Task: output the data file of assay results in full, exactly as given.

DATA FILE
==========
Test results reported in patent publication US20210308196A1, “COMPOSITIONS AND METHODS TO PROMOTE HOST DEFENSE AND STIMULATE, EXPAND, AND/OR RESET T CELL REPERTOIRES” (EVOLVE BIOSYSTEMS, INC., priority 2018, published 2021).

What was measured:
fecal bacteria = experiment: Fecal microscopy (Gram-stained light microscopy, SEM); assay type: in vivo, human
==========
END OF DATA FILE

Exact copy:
Test results reported in patent publication US20210308196A1, “COMPOSITIONS AND METHODS TO PROMOTE HOST DEFENSE AND STIMULATE, EXPAND, AND/OR RESET T CELL REPERTOIRES” (EVOLVE BIOSYSTEMS, INC., priority 2018, published 2021).

What was measured:
fecal bacteria = experiment: Fecal microscopy (Gram-stained light microscopy, SEM); assay type: in vivo, human